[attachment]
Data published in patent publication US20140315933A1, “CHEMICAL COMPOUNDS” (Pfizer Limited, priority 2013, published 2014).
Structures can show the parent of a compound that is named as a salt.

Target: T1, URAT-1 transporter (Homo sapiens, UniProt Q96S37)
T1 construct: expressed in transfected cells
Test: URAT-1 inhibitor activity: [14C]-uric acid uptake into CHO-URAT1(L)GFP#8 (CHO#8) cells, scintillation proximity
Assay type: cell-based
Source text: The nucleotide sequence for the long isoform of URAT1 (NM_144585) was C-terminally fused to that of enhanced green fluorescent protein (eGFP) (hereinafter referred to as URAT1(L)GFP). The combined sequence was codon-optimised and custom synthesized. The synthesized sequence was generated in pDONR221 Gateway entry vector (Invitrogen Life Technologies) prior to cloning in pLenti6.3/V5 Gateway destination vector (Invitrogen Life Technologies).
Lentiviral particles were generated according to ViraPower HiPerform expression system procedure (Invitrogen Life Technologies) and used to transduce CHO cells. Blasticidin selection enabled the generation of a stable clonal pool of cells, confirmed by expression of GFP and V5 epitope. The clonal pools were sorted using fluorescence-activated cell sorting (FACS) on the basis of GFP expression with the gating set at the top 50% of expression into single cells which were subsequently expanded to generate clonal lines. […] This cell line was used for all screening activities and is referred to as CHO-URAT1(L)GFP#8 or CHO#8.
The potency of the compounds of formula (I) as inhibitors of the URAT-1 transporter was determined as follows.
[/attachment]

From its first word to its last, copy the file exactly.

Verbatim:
Data published in patent publication US20140315933A1, “CHEMICAL COMPOUNDS” (Pfizer Limited, priority 2013, published 2014).
Structures can show the parent of a compound that is named as a salt.

Target: T1, URAT-1 transporter (Homo sapiens, UniProt Q96S37)
T1 construct: expressed in transfected cells
Test: URAT-1 inhibitor activity: [14C]-uric acid uptake into CHO-URAT1(L)GFP#8 (CHO#8) cells, scintillation proximity
Assay type: cell-based
Source text: The nucleotide sequence for the long isoform of URAT1 (NM_144585) was C-terminally fused to that of enhanced green fluorescent protein (eGFP) (hereinafter referred to as URAT1(L)GFP). The combined sequence was codon-optimised and custom synthesized. The synthesized sequence was generated in pDONR221 Gateway entry vector (Invitrogen Life Technologies) prior to cloning in pLenti6.3/V5 Gateway destination vector (Invitrogen Life Technologies).
Lentiviral particles were generated according to ViraPower HiPerform expression system procedure (Invitrogen Life Technologies) and used to transduce CHO cells. Blasticidin selection enabled the generation of a stable clonal pool of cells, confirmed by expression of GFP and V5 epitope. The clonal pools were sorted using fluorescence-activated cell sorting (FACS) on the basis of GFP expression with the gating set at the top 50% of expression into single cells which were subsequently expanded to generate clonal lines. […] This cell line was used for all screening activities and is referred to as CHO-URAT1(L)GFP#8 or CHO#8.
The potency of the compounds of formula (I) as inhibitors of the URAT-1 transporter was determined as follows.